Apache turkey hunting


Rudy Ramos, star of Geronimo, Life on the Reservation, a live traveling show. See him this spring on Kevin Costner’s TV series, Yellowstone, now in production.

Happy Thanksgiving Eve. From my research file: I’ve read that Apache women could run so fast they could chase down a wild turkey. Then, they’d tuck the still gobbling bird under their arm and walk to the post to sell it to the soldiers. The first time it happened, the soldiers thought it might be stolen. But no, the women really were that fast.

The Apache women were hard workers. After their arrival on the reservation, they quickly learned  the soldiers would pay for turkeys, firewood, and grass for their horses that the women gathered on the prairie. 

They spent the money they made in the trading post. Things that were common to white women were luxuries to them. Geronimo commented that, each time they went to the trading post, they came back a little less Apache and a little more like white women. It made him sad, but he understood.

This year, I might try turkey hunting, Apache style. I can see a crow out in my pasture–maybe I’ll practice with him… 

I caught him! (:

Oh! he got away! ):

This is the kind of thing writers do when
they’re waiting for a download…(:

Janelle Meraz Hooper is the playwright for Geronimo, Life on the Reservation. She’s a multi-genre indie-writer. See her books and stories here:

See what else I’ve written!

Custer and His Naked Ladies, excerpt

finalcustercoverCuster and His Naked Ladies

A modern-day Western

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an excerpt

Janelle Meraz Hooper

1.      Dumped 

      Glory was on her way to join her husband on a NOAA research vessel when she tried to call him to say she was running late. That was when she discovered he wasn’t on the ship; without telling her, he’d pulled out of the offshore project days before. With that failed phone call, all of her recent, uncomfortable inklings fell into place. Her marriage was over. He just hadn’t gotten around to telling her yet.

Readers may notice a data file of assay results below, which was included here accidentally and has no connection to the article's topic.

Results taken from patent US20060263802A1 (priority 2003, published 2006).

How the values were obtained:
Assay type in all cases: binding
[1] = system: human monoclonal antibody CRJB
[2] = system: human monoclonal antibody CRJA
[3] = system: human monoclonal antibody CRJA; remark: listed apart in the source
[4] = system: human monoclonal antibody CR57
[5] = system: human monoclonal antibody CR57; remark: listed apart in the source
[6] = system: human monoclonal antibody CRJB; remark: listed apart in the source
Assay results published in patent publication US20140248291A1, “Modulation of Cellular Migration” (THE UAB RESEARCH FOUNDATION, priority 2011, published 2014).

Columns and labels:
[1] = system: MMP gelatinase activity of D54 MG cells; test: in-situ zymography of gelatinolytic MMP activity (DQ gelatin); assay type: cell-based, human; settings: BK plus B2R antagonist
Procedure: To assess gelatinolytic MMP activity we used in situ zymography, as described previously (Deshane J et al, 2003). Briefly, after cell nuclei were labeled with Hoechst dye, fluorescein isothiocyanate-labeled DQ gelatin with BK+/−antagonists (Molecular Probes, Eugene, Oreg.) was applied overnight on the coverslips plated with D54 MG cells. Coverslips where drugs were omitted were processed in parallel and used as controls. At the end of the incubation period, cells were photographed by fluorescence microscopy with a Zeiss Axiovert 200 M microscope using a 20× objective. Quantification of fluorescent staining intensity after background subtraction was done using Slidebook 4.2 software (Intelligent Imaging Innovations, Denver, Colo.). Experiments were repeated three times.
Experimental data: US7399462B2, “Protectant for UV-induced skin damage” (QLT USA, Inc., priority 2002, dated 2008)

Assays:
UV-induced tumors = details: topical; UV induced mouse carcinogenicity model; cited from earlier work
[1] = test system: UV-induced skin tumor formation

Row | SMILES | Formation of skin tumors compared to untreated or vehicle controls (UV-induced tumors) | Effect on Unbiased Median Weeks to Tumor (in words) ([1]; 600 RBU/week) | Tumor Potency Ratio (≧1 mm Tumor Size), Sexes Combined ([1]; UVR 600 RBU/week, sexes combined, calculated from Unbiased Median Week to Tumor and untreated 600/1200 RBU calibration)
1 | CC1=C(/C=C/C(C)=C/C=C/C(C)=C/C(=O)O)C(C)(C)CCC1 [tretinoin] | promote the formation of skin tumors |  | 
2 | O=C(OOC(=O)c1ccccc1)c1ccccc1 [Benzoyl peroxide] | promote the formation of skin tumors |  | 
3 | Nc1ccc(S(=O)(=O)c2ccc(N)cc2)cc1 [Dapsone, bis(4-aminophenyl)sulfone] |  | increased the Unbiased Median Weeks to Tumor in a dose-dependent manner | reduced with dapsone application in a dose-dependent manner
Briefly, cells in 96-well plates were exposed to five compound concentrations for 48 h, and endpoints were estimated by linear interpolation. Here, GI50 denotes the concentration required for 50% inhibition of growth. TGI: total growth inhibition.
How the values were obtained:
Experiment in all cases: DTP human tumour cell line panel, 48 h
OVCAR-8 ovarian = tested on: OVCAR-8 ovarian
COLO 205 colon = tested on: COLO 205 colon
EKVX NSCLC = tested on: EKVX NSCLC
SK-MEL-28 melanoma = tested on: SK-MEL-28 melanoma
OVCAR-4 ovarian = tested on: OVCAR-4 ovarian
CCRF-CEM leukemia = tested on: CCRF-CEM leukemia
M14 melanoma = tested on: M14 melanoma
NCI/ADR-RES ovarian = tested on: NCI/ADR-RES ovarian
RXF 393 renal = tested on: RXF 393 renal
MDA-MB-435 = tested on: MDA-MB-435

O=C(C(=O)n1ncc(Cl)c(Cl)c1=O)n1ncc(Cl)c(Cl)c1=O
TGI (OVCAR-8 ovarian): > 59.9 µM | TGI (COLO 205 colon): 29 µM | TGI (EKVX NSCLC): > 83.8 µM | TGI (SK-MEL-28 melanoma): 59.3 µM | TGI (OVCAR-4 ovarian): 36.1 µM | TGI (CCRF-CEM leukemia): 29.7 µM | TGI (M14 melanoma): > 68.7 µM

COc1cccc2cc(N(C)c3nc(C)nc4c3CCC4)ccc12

That was how she ended up at Sea-Tac Airport, halfway between Seattle and Tacoma, with her hair in braids, wearing a pink Where’s the Powwow? sweatshirt. She carried only her wallet, a camera, and a faded blue gym bag. The bag was filled with the same kinds of clothes she was wearing, a few books, and a photo of her husband. The photo—frame and all—she chucked into a trash barrel outside the airport. She would have liked to toss it out of the airplane, but she was pretty sure it would make the stewards cranky if she opened the emergency exit at 35,000 feet.   

            Her original destination, the research vessel, was scheduled to drop anchor over the undersea volcanoes off the coast of Washington State. The scientists on the ship were to study the marine life that thrived in the hot water that spewed out of the craters.

            After the research trip, she and her husband, Rick, were to take a much-needed vacation to Mexico and reconnect. They hadn’t had any identifiable problems, but her husband had been moody and refused to talk about it. Glory had hoped he would open up after a few days rest on a hot sandy beach with a Margarita in his hand. Rick hadn’t been in favor of the vacation, but Glory had insisted. Finally, he had thrown up his hands and given up.

Before the research trip, he had convinced her to put all of their things in storage because they didn’t know if they’d be back in Seattle when the project was over. There was no use, he’d said, in paying rent while they were gone.

It made sense.

Sort of.  

But why hadn’t she been suspicious when he’d insisted on putting all of his things into separate marked boxes? How dumb was she? The dirty rat! And what would she have done on the research ship without him for three weeks? Her specialty was in freshwater turtles; there would be no real work for her there. No paycheck. He was the specialist in coastal underwater volcanoes. He belonged there. She would have been nothing more than a guest with no way off the boat. Her cheeks burned at the embarrassment she felt. What was he thinking?

Her new destination was her mother’s in Oklahoma. Getting a last minute ticket was expensive, and Glory was thankful for her credit cards. No one ever went to Oklahoma unless they had to, and airline tickets to the Sooner State were never a bargain. Glory handed the woman at the check-in counter her credit card and mumbled a quote from a rich friend, “All it takes is money.” The woman briefly looked up, then, expressionless, continued adding up the full fare charges on her keyboard.

On her way to the airplane boarding area, over and over, Glory thought, this isn’t the way normal, educated people get divorced.

I’ve been dumped!

With no explanation.

No discussion.


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